We started out strong, but almost immediately turned back – Myriah was cold and wasn’t convinced it was going to warm up. Convinced she needed more layer, we headed back to the General Store where she picked up some long john bottoms. IMG_0043

As we started down the trail the Canyon was covered in a filmy blanket of haze. Jagged pieces of the Canyon shot out here and there in the distance. In some places it was completely covered in hazy clouds. Snowflakes fell gently on my cheeks and dissolved on my eyelashes.

Mud. Lots of mud, slush and reddish water puddles collected on the trail for us to go through and around. I stopped to roll up my long pants, tucking the bottoms into my socks to keep them dry. image

We made our way slowly down the trail, taking our time. We passed long and short distance hikers. Some eagerly stepping out on the wet trail, while others barely made eye contact in an attempt to keep the rain out of their faces. I breathed out foggy air and blinked away rain drops as, offering brave smiles to my fellow hikers.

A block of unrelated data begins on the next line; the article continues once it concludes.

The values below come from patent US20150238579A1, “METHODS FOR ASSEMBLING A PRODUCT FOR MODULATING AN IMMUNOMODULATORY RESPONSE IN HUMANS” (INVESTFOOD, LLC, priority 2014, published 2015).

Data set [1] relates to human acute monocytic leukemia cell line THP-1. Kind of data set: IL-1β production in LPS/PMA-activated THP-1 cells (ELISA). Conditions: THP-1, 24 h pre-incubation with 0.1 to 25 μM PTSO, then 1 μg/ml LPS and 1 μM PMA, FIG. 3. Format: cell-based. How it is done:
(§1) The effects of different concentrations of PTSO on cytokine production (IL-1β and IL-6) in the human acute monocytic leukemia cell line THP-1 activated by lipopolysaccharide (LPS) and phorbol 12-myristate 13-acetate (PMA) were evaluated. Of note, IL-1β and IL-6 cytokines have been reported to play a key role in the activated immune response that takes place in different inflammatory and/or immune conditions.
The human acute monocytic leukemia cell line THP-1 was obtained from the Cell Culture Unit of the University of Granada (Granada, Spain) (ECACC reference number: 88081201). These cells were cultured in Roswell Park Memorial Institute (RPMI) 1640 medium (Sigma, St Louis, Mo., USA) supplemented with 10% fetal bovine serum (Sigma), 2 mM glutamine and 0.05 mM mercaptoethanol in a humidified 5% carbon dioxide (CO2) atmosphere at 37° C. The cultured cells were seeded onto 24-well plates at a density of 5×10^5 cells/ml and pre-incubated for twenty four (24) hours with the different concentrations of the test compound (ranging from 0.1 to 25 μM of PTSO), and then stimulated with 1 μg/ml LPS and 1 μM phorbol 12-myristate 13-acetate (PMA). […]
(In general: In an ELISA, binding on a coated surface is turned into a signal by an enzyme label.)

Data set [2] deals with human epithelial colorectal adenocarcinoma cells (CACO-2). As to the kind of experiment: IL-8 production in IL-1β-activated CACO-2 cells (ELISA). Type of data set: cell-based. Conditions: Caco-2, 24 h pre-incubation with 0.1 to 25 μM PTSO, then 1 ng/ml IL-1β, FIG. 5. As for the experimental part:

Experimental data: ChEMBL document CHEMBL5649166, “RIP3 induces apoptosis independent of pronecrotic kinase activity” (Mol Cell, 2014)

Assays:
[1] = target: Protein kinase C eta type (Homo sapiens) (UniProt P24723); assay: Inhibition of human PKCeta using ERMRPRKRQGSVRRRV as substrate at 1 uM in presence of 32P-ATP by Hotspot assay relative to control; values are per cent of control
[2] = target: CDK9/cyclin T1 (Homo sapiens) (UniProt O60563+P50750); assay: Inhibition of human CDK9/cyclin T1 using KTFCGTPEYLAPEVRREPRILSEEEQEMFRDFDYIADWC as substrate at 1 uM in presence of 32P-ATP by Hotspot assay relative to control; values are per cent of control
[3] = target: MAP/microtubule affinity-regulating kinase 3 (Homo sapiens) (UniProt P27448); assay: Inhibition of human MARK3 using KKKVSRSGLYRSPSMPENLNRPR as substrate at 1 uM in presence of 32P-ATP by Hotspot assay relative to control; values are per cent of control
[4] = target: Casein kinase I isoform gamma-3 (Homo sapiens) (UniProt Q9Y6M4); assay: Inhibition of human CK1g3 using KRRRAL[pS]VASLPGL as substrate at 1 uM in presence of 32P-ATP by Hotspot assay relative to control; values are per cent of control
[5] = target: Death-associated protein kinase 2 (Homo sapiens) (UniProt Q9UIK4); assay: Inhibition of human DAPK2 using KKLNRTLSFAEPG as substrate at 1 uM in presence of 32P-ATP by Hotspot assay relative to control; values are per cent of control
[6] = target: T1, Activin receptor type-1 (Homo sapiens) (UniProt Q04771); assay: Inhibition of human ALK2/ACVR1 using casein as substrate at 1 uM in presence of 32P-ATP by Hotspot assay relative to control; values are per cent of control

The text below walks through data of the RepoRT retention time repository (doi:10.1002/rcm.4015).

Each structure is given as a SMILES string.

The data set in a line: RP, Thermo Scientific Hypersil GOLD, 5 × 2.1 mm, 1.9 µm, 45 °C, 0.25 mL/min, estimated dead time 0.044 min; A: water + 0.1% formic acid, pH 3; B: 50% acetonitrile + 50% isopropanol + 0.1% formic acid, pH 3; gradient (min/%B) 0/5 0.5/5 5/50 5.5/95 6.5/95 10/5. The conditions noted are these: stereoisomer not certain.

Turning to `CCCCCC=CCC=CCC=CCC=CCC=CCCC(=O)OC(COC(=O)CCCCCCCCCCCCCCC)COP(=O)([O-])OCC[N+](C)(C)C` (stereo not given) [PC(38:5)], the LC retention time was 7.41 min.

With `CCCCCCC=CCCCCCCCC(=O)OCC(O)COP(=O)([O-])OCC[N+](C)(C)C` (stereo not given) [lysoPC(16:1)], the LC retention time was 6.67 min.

I stopped, snapping pictures again and again. I couldn’t help myself. IMG_0104

The rain and snow slowed and by the time we reached Indian Gardens, it had stopped completely.IMG_0055

We paused to fill our camelbaks at the water spigot and munched on snacks. Watching as the sun slowly forced its way into the grey mass of clouds overhead.

As we picked up our bags and headed down the trail, the sun broke and its rays immediately turned the Canyon walls into glorious natural hues. IMG_0161

We marched on and I got my recorder and camera out. Questioning our fellow hikers.

“Why are you hiking today?”

“What’s the most challenging part of hiking the Canyon for you?”

A variety of responses and languages shot back at me… “For fun, for the challenge, to see if I could do it…”

IMG_0166One young traveler was hiking with his father. At first I asked his dad questions, but the 11-year-old had faster responses.  He answered me with eagerness and his smile became broader the more we talked.

My young friend I met along the Bright Angel Trail.
My young friend I met along the Bright Angel Trail.

It was the first time he had hiked the Canyon he told me.

“It has been a dream since I was a little tot,” he said.